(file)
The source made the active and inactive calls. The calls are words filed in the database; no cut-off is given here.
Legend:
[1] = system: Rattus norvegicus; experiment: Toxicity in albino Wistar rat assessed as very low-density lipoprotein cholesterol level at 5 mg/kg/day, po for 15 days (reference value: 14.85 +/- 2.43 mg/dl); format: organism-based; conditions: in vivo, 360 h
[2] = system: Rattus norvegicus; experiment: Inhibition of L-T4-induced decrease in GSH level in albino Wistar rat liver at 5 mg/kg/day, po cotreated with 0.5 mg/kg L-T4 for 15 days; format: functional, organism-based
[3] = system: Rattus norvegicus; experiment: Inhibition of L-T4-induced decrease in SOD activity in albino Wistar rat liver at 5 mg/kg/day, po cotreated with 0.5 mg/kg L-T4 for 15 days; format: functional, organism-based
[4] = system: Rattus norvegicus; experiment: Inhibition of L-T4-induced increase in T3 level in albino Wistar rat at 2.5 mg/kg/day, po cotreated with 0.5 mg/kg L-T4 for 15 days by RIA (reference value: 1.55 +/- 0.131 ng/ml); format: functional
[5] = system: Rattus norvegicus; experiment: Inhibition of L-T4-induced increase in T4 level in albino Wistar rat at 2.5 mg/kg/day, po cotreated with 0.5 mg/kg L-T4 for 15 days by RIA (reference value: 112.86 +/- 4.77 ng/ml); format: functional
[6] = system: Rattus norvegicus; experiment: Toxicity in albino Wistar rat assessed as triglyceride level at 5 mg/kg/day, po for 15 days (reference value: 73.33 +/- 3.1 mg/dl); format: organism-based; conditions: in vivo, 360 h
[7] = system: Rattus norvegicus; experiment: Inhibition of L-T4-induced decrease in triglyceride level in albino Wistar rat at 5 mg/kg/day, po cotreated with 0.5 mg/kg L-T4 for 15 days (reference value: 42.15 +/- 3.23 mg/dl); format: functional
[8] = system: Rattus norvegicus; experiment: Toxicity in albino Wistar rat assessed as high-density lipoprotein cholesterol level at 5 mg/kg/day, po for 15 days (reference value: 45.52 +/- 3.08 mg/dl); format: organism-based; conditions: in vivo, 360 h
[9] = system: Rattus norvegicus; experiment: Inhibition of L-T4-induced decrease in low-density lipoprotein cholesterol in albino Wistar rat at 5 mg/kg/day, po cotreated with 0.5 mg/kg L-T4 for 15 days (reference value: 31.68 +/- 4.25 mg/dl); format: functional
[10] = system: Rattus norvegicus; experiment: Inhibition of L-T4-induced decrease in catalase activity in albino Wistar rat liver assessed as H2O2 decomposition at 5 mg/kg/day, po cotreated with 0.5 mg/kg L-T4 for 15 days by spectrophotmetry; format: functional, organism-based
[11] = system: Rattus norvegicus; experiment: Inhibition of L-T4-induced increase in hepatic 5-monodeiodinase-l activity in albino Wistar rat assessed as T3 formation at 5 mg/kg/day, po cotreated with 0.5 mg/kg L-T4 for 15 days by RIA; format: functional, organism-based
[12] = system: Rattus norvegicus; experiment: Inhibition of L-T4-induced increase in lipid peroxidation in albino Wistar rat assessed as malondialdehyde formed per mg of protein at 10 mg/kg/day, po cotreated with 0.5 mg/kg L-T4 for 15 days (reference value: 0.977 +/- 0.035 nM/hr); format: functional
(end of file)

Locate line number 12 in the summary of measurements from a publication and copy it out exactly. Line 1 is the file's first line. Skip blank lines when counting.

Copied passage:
[10] = system: Rattus norvegicus; experiment: Inhibition of L-T4-induced decrease in catalase activity in albino Wistar rat liver assessed as H2O2 decomposition at 5 mg/kg/day, po cotreated with 0.5 mg/kg L-T4 for 15 days by spectrophotmetry; format: functional, organism-based